Ebola, A Global Health Crisis

The Ebola virus caused worldwide health scare. According to the World Health Organization, the Ebola virus disease is severe and fatal for humans with an average fatality rate of 50%. The virus originates from animals in the wild and then gets transmitted to humans and spreads through human-to-human transmissions when there is direct contact to the blood, secretions, and other bodily fluids of animals and persons affected by the disease.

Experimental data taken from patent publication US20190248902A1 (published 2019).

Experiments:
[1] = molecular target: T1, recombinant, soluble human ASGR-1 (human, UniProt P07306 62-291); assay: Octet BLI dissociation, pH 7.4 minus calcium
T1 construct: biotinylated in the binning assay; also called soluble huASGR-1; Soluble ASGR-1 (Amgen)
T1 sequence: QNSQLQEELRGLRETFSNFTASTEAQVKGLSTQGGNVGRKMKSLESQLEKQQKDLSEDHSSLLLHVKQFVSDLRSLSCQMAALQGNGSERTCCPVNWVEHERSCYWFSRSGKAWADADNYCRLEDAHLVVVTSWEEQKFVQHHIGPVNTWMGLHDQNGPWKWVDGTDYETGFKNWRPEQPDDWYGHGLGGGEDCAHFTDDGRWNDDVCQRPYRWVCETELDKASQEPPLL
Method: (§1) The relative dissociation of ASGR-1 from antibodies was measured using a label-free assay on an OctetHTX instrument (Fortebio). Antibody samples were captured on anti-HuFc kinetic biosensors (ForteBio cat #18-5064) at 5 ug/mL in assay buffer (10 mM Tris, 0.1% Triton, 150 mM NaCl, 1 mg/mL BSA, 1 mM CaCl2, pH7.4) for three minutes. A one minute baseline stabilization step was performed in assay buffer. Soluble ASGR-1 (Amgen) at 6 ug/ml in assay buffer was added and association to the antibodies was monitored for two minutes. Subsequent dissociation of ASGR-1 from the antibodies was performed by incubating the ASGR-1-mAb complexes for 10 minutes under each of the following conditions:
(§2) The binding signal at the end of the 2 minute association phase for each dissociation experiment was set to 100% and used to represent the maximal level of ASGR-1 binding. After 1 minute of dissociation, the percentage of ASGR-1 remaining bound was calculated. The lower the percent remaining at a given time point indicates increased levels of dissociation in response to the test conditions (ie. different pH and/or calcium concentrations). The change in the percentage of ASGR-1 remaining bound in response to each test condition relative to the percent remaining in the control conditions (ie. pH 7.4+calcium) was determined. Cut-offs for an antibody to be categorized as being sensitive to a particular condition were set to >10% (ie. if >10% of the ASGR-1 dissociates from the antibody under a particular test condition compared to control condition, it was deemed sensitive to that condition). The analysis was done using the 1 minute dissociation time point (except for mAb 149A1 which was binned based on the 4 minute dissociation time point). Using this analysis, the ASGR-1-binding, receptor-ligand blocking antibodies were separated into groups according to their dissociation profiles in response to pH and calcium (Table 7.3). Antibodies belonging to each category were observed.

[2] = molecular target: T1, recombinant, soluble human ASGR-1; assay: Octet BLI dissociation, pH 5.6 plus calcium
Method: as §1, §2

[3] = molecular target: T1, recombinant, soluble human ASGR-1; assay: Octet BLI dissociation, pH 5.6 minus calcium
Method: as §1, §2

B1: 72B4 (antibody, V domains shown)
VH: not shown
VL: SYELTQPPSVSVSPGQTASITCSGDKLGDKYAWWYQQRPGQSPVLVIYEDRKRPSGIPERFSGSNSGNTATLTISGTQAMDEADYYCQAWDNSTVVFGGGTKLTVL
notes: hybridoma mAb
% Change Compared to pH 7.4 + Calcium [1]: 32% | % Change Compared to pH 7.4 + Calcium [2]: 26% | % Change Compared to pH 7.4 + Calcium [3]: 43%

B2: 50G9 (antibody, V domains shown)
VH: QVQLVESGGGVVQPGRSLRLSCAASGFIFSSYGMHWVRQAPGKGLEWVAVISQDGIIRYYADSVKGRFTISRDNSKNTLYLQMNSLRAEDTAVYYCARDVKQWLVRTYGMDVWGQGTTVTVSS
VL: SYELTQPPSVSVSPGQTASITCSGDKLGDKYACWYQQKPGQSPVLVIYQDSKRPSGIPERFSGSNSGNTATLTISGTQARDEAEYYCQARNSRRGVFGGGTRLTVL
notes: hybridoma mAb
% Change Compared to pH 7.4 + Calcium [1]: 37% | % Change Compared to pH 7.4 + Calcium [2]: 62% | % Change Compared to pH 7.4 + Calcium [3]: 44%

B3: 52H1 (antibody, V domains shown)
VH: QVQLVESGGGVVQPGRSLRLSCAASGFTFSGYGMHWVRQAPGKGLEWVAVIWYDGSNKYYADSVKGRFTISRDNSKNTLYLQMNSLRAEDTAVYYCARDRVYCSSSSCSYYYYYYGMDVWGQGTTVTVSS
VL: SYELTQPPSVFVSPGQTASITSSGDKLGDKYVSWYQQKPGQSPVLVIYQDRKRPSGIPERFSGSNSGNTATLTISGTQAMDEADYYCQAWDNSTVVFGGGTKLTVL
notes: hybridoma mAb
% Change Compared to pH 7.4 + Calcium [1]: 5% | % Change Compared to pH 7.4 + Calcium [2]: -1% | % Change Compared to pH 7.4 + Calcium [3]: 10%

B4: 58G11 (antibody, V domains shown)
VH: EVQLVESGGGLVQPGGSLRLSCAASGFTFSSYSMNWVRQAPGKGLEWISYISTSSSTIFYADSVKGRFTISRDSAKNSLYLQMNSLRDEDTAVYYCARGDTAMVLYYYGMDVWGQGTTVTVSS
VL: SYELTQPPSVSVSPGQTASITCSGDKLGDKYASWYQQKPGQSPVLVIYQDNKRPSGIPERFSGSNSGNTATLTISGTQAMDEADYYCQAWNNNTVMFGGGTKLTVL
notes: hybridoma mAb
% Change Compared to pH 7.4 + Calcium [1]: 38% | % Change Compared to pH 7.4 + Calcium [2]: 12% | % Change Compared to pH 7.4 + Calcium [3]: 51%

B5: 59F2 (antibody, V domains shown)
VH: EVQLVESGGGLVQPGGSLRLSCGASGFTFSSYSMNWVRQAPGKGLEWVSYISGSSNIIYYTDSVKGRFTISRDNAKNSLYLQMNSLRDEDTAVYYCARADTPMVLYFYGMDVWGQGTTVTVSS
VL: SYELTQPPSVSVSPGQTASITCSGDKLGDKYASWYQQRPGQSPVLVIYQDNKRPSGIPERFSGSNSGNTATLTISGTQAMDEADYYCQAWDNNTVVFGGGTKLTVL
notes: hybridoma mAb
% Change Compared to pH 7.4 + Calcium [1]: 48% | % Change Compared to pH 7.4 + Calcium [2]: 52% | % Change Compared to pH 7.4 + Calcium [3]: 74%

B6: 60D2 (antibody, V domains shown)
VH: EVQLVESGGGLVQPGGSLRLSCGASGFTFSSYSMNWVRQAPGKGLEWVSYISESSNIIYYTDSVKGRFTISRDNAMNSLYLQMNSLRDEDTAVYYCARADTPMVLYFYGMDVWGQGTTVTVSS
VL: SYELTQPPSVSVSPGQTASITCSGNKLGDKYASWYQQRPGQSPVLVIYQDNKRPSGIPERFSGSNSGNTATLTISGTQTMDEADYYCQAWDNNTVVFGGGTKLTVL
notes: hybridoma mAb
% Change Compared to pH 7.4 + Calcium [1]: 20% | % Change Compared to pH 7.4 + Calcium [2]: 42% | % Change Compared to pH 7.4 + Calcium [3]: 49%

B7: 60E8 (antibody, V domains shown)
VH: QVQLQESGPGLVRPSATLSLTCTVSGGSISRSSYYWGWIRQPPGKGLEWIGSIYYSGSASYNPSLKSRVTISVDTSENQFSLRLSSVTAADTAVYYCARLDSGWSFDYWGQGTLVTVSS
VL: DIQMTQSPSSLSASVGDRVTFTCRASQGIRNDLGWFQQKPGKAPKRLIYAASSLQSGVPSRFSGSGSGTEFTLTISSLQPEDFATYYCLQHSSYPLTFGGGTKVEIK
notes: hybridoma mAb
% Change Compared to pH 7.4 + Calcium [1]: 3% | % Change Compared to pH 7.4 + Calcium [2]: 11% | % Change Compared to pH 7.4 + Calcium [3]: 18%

Because of our interconnectedness in today’s world, it is possible that a disease that started in a remote town in Africa will reach and affect people living elsewhere in the world. This is exactly what happened in the Ebola virus disease outbreak. The Ebola epidemic posed a serious threat to the health and welfare of the people not only in Liberia but the world over. This made it a global health crisis. The whole world has a stake in the fight against Ebola. Up to this moment, there is no approved vaccine to make humans immune from the virus. The Ebola outbreak in Liberia highlighted the need for improved public health not just in their country but across all countries in the world. Public health is concerned with the promotion of good health and prevention of disease worldwide. This is crucial in these times because our societies are interconnected. This makes us realize the need to protect our health care workers. They are on the front lines in our fight against epidemics such as Ebola. It also shows us the importance of public health records and data collection. These are essential in the rapid assessment of disease outbreaks. Monitoring would be easier if there is interoperability of public health records from one country to another. An integrated health information technology will allow partner organizations and countries to share their knowledge database and keep up with the health standards needed to contain and prevent the disease. To ensure the public health of Liberians is to ensure the public health of Americans and people all over the world.